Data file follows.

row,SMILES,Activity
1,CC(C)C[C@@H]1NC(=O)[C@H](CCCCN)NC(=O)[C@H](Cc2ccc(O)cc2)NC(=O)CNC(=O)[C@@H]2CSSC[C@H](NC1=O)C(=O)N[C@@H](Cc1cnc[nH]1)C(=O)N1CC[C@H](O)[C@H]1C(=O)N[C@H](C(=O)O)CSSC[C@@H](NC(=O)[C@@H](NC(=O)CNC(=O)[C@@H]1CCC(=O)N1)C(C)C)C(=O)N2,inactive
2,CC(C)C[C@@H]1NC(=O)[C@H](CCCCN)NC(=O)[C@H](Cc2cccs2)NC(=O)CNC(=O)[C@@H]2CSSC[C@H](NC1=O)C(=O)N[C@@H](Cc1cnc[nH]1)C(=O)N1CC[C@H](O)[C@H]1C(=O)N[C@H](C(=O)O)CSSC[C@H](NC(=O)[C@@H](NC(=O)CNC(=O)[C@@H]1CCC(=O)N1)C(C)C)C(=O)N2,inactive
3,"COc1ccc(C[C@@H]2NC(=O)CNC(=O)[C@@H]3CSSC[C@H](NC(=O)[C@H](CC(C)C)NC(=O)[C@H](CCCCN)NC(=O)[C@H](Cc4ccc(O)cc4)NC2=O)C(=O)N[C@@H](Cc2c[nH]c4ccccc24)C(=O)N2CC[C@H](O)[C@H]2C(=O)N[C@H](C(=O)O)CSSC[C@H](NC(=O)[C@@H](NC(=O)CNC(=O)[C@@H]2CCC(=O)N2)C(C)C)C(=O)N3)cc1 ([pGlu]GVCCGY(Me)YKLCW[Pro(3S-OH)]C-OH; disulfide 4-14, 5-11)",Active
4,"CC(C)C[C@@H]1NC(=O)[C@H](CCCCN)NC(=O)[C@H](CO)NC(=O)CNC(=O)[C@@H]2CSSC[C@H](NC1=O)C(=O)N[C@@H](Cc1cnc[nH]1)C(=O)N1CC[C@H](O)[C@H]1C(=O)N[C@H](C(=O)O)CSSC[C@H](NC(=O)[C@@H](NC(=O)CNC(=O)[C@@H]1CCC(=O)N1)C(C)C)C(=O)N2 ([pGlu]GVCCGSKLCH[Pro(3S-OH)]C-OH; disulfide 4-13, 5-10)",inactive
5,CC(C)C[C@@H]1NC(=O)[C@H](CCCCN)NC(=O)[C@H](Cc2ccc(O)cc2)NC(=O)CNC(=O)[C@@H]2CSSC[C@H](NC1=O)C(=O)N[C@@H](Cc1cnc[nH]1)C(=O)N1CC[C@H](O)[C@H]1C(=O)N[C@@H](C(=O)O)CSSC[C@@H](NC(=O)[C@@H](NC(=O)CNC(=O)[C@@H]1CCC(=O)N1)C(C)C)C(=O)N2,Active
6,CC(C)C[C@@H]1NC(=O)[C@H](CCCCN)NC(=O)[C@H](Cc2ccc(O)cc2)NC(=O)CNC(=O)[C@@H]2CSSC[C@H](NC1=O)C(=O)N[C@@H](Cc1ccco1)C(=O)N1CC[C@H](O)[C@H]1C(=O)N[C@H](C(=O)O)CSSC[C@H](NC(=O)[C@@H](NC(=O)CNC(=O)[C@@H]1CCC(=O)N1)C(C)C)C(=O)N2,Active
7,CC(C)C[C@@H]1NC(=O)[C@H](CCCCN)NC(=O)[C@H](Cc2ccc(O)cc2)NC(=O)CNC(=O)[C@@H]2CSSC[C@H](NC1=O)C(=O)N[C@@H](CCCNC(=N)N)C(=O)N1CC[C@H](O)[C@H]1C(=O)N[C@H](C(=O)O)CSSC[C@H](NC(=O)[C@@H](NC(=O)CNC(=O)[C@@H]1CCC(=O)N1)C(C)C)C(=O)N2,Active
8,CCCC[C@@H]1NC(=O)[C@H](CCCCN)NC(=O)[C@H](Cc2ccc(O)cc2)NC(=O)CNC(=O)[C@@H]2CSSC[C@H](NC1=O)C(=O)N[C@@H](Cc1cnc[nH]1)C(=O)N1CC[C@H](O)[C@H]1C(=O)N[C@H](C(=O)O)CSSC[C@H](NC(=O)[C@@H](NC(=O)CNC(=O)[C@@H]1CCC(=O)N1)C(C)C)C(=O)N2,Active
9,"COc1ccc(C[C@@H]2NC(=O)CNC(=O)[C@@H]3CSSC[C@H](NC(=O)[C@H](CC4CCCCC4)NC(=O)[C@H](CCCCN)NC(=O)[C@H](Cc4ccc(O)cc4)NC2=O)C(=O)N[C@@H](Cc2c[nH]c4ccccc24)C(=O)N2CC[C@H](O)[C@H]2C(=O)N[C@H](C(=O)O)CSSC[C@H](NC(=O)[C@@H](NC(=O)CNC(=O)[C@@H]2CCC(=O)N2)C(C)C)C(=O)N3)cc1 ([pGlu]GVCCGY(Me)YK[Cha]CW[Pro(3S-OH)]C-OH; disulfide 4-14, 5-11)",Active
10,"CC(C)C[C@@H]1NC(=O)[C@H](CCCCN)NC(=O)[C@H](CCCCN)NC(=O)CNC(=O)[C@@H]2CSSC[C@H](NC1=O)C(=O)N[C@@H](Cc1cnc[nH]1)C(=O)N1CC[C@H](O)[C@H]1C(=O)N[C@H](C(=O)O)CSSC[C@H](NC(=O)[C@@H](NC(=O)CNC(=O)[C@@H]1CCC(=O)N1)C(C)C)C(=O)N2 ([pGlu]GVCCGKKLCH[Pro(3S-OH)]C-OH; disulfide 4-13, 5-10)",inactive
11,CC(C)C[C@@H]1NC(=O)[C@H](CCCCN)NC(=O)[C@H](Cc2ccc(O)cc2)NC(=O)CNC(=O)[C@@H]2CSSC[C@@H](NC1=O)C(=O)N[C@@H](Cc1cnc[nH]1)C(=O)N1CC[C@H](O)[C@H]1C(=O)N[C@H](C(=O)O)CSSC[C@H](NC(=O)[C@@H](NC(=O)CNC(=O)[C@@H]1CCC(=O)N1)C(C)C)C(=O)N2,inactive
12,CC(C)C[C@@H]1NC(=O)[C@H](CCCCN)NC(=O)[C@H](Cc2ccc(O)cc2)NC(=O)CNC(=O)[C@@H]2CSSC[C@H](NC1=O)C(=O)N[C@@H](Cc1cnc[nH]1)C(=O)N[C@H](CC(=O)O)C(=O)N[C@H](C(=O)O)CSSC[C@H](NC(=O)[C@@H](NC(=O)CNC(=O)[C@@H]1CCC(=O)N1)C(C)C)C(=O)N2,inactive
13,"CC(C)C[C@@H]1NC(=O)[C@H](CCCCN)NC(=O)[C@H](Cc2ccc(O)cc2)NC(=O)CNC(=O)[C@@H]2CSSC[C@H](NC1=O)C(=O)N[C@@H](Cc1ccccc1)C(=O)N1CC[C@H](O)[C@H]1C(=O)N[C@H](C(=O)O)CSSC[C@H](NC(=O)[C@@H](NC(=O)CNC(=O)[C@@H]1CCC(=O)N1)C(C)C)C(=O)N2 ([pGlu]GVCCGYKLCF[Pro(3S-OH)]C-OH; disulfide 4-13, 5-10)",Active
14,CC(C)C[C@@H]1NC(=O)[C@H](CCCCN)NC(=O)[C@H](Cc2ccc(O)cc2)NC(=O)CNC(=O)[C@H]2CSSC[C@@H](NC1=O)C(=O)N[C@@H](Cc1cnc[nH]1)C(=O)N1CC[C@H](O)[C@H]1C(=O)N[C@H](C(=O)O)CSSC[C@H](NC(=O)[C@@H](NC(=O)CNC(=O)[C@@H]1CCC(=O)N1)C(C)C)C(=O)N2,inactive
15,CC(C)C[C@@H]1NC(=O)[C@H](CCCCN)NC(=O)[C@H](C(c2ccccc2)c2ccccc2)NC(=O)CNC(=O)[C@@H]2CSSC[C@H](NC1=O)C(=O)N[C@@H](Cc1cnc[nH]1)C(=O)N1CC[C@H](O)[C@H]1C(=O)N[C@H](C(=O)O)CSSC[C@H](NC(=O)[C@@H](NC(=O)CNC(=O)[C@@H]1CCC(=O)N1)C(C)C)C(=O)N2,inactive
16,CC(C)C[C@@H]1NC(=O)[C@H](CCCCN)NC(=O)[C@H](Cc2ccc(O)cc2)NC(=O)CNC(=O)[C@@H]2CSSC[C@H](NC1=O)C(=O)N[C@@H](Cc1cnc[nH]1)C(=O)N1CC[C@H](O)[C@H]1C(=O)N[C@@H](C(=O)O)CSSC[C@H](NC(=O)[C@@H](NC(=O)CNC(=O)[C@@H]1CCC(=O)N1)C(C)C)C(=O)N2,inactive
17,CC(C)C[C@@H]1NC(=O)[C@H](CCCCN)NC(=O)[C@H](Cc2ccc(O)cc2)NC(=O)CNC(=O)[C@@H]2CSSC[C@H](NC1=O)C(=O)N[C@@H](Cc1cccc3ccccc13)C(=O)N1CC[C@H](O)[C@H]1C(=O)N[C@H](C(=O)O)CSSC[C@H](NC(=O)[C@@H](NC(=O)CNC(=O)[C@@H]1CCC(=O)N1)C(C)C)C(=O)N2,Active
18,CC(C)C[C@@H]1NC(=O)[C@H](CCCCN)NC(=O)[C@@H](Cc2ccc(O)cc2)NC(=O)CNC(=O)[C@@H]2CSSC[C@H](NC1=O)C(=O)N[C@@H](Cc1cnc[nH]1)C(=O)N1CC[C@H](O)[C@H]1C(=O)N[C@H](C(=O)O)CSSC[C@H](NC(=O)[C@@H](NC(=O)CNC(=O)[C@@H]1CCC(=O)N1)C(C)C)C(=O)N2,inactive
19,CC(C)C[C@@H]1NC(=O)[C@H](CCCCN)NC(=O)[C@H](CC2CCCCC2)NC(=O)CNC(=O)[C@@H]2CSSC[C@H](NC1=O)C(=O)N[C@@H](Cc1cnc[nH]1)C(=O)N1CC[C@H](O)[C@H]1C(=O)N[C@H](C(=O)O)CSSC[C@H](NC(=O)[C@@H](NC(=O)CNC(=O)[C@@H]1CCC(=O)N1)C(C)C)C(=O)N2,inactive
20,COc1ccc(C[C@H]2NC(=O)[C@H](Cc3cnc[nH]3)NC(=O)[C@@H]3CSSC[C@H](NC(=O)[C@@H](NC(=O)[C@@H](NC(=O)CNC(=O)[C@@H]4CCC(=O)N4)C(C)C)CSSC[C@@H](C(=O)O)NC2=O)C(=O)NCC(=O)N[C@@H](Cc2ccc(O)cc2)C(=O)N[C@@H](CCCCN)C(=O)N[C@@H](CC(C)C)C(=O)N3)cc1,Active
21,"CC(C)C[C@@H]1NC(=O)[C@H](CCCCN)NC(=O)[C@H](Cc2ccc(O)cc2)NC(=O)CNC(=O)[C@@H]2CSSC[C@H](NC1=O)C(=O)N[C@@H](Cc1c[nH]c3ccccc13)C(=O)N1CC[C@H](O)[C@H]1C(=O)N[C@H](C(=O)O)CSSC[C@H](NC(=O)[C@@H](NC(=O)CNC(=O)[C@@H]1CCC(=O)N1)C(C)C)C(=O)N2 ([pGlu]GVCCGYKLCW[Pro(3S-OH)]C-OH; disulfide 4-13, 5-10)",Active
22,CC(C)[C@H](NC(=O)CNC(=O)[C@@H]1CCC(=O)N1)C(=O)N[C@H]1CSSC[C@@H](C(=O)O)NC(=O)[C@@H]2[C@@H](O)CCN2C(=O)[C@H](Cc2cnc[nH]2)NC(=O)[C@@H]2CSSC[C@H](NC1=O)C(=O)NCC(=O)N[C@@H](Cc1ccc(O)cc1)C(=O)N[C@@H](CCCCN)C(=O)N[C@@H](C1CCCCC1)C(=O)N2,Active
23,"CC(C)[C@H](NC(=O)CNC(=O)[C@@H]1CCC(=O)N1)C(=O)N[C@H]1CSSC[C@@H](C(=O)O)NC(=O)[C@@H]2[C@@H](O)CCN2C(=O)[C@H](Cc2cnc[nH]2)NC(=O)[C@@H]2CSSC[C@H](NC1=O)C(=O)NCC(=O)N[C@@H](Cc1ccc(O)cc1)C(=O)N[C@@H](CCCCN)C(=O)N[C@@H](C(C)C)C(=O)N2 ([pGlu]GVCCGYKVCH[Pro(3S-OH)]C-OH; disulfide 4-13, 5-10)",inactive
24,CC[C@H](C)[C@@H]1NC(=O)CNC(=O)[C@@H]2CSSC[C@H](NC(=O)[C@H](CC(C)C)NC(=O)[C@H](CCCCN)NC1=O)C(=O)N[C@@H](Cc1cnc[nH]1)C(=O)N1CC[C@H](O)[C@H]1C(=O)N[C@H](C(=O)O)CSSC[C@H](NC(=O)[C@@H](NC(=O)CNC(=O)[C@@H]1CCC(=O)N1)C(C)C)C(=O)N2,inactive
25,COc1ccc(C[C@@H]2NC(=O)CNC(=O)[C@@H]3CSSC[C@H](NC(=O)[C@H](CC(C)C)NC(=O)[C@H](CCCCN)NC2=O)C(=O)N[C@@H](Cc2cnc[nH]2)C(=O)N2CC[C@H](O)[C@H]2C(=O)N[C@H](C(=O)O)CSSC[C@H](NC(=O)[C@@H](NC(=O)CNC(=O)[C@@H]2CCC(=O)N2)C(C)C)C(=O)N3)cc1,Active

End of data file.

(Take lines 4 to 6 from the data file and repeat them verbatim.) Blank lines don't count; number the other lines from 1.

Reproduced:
3,"COc1ccc(C[C@@H]2NC(=O)CNC(=O)[C@@H]3CSSC[C@H](NC(=O)[C@H](CC(C)C)NC(=O)[C@H](CCCCN)NC(=O)[C@H](Cc4ccc(O)cc4)NC2=O)C(=O)N[C@@H](Cc2c[nH]c4ccccc24)C(=O)N2CC[C@H](O)[C@H]2C(=O)N[C@H](C(=O)O)CSSC[C@H](NC(=O)[C@@H](NC(=O)CNC(=O)[C@@H]2CCC(=O)N2)C(C)C)C(=O)N3)cc1 ([pGlu]GVCCGY(Me)YKLCW[Pro(3S-OH)]C-OH; disulfide 4-14, 5-11)",Active
4,"CC(C)C[C@@H]1NC(=O)[C@H](CCCCN)NC(=O)[C@H](CO)NC(=O)CNC(=O)[C@@H]2CSSC[C@H](NC1=O)C(=O)N[C@@H](Cc1cnc[nH]1)C(=O)N1CC[C@H](O)[C@H]1C(=O)N[C@H](C(=O)O)CSSC[C@H](NC(=O)[C@@H](NC(=O)CNC(=O)[C@@H]1CCC(=O)N1)C(C)C)C(=O)N2 ([pGlu]GVCCGSKLCH[Pro(3S-OH)]C-OH; disulfide 4-13, 5-10)",inactive
5,CC(C)C[C@@H]1NC(=O)[C@H](CCCCN)NC(=O)[C@H](Cc2ccc(O)cc2)NC(=O)CNC(=O)[C@@H]2CSSC[C@H](NC1=O)C(=O)N[C@@H](Cc1cnc[nH]1)C(=O)N1CC[C@H](O)[C@H]1C(=O)N[C@@H](C(=O)O)CSSC[C@@H](NC(=O)[C@@H](NC(=O)CNC(=O)[C@@H]1CCC(=O)N1)C(C)C)C(=O)N2,Active